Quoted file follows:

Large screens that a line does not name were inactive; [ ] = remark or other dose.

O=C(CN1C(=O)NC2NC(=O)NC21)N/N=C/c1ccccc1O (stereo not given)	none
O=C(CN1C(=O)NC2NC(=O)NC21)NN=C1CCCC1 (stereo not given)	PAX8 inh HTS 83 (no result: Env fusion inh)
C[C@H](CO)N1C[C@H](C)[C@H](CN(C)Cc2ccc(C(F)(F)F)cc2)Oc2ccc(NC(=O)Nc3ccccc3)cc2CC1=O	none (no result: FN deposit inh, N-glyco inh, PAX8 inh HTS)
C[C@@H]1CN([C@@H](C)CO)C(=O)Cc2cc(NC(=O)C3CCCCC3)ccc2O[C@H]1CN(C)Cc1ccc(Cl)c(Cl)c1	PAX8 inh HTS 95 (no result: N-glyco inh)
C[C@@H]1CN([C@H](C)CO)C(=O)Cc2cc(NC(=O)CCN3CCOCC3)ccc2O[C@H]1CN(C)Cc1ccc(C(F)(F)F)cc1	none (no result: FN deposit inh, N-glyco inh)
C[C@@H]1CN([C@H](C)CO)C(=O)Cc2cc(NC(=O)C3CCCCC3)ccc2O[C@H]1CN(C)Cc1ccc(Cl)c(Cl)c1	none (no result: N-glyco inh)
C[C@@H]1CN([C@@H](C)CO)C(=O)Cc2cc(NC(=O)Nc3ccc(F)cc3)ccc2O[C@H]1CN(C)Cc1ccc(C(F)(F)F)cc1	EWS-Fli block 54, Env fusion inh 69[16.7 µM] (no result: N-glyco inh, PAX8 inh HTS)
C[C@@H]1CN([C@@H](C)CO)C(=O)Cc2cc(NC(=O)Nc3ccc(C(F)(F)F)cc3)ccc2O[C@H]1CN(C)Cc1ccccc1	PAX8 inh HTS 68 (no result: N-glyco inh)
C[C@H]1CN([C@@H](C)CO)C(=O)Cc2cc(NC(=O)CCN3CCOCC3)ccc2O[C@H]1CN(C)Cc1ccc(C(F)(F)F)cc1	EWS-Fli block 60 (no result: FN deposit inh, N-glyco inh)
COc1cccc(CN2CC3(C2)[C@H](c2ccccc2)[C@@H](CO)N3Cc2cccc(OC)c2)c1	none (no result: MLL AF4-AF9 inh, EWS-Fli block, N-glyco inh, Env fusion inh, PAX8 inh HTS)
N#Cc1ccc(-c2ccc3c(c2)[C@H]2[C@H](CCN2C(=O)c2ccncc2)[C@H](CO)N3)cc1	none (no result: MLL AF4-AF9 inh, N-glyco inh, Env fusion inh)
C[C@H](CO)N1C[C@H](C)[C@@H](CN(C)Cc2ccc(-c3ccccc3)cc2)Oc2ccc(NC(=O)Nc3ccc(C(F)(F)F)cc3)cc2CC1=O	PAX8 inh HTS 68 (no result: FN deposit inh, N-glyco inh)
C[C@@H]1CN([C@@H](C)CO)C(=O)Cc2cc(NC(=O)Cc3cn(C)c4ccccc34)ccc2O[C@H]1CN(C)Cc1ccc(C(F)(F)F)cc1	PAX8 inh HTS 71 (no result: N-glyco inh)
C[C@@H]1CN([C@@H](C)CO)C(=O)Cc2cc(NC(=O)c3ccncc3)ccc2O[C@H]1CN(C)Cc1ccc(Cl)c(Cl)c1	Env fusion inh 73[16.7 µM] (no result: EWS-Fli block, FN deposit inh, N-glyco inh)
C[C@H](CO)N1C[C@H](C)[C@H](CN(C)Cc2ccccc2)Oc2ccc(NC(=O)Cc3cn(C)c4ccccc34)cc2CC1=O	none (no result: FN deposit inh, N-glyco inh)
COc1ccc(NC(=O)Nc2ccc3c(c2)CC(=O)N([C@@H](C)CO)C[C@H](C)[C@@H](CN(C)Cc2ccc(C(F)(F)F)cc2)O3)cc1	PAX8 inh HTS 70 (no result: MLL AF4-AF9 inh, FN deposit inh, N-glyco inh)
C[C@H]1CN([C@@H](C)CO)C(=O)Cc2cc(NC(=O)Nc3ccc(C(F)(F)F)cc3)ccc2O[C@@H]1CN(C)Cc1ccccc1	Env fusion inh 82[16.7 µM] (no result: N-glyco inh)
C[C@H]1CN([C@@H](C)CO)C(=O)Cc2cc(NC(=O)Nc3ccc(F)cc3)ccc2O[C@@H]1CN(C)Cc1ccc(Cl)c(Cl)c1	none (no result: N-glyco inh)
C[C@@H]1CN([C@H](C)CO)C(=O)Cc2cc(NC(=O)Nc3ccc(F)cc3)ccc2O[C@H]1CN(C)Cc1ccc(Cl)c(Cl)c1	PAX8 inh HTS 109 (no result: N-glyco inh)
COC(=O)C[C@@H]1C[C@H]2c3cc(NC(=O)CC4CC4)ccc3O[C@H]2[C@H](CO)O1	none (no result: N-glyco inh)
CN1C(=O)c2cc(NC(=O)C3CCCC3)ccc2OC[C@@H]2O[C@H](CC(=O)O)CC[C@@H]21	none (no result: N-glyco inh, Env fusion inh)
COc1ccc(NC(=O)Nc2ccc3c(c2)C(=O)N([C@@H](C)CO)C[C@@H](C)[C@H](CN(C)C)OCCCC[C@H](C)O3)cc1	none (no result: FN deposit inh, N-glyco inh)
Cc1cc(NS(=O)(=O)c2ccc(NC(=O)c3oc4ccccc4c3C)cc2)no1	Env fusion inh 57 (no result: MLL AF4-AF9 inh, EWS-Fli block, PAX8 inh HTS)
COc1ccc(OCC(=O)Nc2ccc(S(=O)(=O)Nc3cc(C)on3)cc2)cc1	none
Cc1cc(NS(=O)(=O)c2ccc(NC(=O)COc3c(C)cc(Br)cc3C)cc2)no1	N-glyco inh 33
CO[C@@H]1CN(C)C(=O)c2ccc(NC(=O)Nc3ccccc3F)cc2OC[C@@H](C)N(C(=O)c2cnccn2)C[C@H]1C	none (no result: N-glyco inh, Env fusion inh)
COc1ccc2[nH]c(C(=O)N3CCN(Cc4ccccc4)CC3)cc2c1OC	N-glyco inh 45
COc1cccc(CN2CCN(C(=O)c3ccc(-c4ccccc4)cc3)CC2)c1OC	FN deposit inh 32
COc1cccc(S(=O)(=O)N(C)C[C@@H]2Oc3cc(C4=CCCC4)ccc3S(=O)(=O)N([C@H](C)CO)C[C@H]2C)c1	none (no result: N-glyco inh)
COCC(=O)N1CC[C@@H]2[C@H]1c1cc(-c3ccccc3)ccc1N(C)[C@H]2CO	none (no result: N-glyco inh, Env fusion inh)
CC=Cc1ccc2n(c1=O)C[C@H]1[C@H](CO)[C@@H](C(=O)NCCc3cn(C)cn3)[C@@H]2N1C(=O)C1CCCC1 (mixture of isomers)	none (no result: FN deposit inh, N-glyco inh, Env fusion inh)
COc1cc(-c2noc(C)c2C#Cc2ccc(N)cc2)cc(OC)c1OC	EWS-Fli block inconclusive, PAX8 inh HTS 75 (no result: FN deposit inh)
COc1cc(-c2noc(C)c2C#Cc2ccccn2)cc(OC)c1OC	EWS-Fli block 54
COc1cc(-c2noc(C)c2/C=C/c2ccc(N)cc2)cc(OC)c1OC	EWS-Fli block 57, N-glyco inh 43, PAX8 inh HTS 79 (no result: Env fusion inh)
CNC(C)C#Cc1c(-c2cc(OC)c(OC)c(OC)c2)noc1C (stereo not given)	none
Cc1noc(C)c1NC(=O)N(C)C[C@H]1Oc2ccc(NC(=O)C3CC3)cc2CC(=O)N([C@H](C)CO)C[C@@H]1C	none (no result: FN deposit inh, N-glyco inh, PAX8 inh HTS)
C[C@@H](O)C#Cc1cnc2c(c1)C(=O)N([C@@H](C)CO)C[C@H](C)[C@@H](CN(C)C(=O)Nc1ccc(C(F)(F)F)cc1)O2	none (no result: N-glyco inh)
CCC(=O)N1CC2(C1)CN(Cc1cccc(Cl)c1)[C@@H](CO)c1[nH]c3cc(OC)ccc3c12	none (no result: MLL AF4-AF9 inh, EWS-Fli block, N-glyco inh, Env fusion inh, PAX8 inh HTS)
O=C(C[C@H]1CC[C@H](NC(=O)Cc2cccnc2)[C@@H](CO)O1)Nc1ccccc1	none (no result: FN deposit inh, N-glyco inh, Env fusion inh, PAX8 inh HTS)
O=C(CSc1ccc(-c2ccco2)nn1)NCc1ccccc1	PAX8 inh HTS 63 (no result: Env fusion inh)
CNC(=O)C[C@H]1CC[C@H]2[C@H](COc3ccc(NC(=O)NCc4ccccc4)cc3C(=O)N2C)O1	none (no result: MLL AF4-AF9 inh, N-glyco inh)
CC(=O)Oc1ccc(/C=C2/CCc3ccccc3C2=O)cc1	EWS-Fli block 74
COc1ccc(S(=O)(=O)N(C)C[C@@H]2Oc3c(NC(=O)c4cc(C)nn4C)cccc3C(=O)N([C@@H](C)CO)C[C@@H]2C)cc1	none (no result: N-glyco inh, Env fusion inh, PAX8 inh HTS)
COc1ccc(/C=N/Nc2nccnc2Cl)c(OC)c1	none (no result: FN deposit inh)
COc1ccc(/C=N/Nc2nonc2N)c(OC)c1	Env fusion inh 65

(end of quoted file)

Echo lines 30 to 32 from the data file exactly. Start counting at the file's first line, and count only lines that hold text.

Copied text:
COc1cccc(S(=O)(=O)N(C)C[C@@H]2Oc3cc(C4=CCCC4)ccc3S(=O)(=O)N([C@H](C)CO)C[C@H]2C)c1	none (no result: N-glyco inh)
COCC(=O)N1CC[C@@H]2[C@H]1c1cc(-c3ccccc3)ccc1N(C)[C@H]2CO	none (no result: N-glyco inh, Env fusion inh)
CC=Cc1ccc2n(c1=O)C[C@H]1[C@H](CO)[C@@H](C(=O)NCCc3cn(C)cn3)[C@@H]2N1C(=O)C1CCCC1 (mixture of isomers)	none (no result: FN deposit inh, N-glyco inh, Env fusion inh)